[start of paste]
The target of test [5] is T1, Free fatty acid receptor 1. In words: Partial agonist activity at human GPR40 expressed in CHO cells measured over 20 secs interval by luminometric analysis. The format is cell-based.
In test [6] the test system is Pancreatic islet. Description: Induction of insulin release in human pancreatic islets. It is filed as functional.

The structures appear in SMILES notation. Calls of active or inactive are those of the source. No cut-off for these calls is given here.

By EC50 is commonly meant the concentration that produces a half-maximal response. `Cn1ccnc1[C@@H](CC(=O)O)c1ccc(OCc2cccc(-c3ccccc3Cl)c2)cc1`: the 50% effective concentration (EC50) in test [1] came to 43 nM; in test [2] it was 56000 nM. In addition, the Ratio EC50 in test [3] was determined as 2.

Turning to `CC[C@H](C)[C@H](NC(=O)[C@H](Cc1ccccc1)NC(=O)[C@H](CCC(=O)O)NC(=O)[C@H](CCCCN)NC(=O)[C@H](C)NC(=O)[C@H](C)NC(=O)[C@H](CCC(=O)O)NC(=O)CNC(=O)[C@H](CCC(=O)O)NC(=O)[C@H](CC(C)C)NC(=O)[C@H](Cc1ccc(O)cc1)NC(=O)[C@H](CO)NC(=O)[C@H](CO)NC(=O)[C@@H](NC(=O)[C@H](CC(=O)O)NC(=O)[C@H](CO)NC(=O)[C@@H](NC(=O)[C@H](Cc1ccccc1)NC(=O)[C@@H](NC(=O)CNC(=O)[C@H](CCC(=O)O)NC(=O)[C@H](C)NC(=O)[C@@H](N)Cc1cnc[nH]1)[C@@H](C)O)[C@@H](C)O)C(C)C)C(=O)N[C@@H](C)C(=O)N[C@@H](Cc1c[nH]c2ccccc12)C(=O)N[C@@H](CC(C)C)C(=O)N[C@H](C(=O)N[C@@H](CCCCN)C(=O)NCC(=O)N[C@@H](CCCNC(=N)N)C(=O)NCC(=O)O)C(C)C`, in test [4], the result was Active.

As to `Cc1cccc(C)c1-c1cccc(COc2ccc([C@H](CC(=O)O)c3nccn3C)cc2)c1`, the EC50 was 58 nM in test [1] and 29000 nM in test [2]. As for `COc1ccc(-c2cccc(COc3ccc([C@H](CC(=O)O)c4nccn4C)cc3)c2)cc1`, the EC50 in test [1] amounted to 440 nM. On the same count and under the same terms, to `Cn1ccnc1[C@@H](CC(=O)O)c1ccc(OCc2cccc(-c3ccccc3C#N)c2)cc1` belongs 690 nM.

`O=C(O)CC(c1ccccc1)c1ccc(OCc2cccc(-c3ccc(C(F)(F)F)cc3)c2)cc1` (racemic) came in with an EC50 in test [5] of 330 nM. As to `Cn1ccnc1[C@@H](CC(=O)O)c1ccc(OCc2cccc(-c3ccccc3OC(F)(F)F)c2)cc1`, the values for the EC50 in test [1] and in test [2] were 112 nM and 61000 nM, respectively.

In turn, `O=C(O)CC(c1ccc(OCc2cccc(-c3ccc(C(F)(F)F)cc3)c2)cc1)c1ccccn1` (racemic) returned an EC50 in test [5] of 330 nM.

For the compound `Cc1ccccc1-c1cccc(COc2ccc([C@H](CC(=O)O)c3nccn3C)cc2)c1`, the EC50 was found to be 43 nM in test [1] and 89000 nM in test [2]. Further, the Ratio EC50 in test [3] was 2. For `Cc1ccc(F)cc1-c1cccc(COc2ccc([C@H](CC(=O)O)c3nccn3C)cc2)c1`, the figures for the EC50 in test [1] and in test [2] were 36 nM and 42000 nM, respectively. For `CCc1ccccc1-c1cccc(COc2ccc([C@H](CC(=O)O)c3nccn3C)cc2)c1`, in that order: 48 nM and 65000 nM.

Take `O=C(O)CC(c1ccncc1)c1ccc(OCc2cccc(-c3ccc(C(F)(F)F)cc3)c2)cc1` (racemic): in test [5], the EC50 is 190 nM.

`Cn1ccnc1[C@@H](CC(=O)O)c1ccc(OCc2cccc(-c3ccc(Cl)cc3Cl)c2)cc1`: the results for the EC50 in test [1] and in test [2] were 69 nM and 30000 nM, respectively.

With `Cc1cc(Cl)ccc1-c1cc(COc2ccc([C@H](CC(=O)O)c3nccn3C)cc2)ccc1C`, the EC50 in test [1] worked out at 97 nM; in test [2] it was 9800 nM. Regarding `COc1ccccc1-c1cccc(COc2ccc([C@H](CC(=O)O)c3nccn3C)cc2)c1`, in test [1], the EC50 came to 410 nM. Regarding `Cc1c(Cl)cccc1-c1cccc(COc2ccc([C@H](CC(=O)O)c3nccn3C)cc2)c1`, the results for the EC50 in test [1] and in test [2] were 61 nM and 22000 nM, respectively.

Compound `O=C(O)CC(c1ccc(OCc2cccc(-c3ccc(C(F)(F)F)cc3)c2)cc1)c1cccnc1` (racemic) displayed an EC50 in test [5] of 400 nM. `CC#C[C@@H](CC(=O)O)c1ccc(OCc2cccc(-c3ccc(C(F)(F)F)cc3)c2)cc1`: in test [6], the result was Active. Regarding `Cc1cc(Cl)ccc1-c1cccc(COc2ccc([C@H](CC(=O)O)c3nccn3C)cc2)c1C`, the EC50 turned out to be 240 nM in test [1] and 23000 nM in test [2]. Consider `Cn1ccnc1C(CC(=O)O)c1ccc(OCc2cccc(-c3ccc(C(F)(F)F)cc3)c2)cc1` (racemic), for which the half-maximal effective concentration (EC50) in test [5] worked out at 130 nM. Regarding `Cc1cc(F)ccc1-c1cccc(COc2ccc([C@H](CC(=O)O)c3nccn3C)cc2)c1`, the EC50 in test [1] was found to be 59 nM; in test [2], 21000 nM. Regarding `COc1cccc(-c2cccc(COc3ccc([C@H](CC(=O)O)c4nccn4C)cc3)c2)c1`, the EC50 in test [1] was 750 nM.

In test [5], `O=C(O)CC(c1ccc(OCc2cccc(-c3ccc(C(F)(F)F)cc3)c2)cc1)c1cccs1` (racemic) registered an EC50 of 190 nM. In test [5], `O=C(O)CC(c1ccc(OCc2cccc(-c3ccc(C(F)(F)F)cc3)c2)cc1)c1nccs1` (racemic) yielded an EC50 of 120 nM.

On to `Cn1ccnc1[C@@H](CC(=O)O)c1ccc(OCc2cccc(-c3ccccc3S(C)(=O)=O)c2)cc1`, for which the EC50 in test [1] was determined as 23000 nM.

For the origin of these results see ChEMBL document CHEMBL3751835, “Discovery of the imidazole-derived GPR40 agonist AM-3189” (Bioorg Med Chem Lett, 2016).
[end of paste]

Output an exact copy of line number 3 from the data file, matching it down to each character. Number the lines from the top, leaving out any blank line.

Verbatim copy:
The structures appear in SMILES notation. Calls of active or inactive are those of the source. No cut-off for these calls is given here.